cards, stamps, marbles — and then organizing them obsessively.
“I had a mania for codifying them and putting them in some kind of collection or
whole set,” said Marin, 75, who is best known as the mustachioed, Chicano half of
the classic stoner-comedy duo, Cheech & Chong.
In the 1980s, buoyed by steady film and TV work, Marin’s natural inclination toward
collecting found its fullest expression when he fell in love with the works of Los
Angeles-based Chicano artists like John Valadez, George Yepes and Patssi Valdez.
Their works, which synthesized Mexican and American influences and “delivered
news from the front,” felt revelatory, like “listening to the Beatles for the first time,”
said Marin, who grew up in a third-generation Mexican American family in South
Los Angeles and the San Fernando Valley.
Since then, Marin has amassed a collection of more than 700 paintings, drawings,
sculptures and mixed-media works by Chicano artists, including major works by
Carlos Almaraz, Frank Romero and Judithe Hernández. In art-world circles, Marin’s
trove of Chicano art is believed to be the largest such collection in the world.
Now, Marin’s collection has taken permanent residence at the Cheech Marin Center
for Chicano Art and Culture (known as “the Cheech”) in Riverside, Calif., a majority-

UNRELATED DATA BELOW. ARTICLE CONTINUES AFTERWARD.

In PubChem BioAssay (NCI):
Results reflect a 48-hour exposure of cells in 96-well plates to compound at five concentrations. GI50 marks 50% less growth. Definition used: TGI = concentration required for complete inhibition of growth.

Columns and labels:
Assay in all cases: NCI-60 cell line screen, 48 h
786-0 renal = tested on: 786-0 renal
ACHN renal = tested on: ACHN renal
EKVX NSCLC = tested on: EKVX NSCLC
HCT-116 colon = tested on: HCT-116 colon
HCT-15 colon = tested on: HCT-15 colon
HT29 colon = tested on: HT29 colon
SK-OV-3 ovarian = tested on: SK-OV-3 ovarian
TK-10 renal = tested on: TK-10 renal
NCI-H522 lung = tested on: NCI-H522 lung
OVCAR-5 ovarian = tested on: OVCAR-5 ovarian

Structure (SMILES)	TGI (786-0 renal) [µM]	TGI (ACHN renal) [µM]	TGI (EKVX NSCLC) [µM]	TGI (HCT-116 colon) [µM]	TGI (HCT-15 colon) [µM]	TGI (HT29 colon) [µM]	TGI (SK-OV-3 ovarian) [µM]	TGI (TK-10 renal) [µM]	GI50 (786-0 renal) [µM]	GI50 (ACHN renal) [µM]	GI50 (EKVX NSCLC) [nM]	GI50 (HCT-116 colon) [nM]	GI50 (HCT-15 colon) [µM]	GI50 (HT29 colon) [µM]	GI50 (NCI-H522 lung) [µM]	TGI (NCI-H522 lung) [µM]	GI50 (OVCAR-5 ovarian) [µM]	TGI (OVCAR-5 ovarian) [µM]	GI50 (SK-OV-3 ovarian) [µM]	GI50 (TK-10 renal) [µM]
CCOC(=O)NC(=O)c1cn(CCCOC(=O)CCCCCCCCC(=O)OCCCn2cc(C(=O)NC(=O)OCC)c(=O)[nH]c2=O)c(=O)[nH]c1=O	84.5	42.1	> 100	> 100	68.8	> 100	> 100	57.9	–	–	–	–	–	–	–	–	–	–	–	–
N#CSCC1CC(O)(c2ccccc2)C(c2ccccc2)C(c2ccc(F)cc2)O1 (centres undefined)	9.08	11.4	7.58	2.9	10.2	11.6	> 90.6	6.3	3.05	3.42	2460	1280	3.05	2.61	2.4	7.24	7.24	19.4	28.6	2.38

Latino city of roughly 330,000 people, about 55 miles east of Los Angeles in Southern California’s vast Inland Empire region.
The center, housed in the former Riverside public library, is possibly the first
museum in the United States entirely devoted to showcasing Chicano art and
culture. Marin hopes the project, a public-private partnership girded by significant
municipal investment, will inspire a sort of Chicano art renaissance in the Inland
Empire, once the cradle of California’s citrus production, and one of the nation’s
fastest-growing and racially diverse regions.
On a recent walk-through of the Cheech ahead of opening day, June 18, Marin was in
high spirits. He stopped to admire the masterful brushwork in Romero’s “The
Arrest of the Paleteros” and the “cannonball” of color in Almaraz’s unnervingly
sublime “Sunset Crash.”
“The story of the Cheech is one of serendipity,” said Todd Wingate, curator of
exhibitions and collections at the Riverside Art Museum. In 2017, Wingate and the former Riverside city manager John Russo pitched Marin the idea of founding a museum based on his collection. At the time, the city was looking for a new tenant for its landmark public library building, a two-story, buffcolored modernist edifice in the city’s historical core. Marin’s traveling exhibition of works on paper, “Papel Chicano Dos,” had recently drawn record crowds to the Riverside Art Museum. In exchange for Marin’s donation of his collection to the Riverside Art Museum, the city would cover the costs of housing it in the old library building.
“It didn’t take convincing,” Wingate said. “I think Cheech was just starting to think
about where his collection belongs.”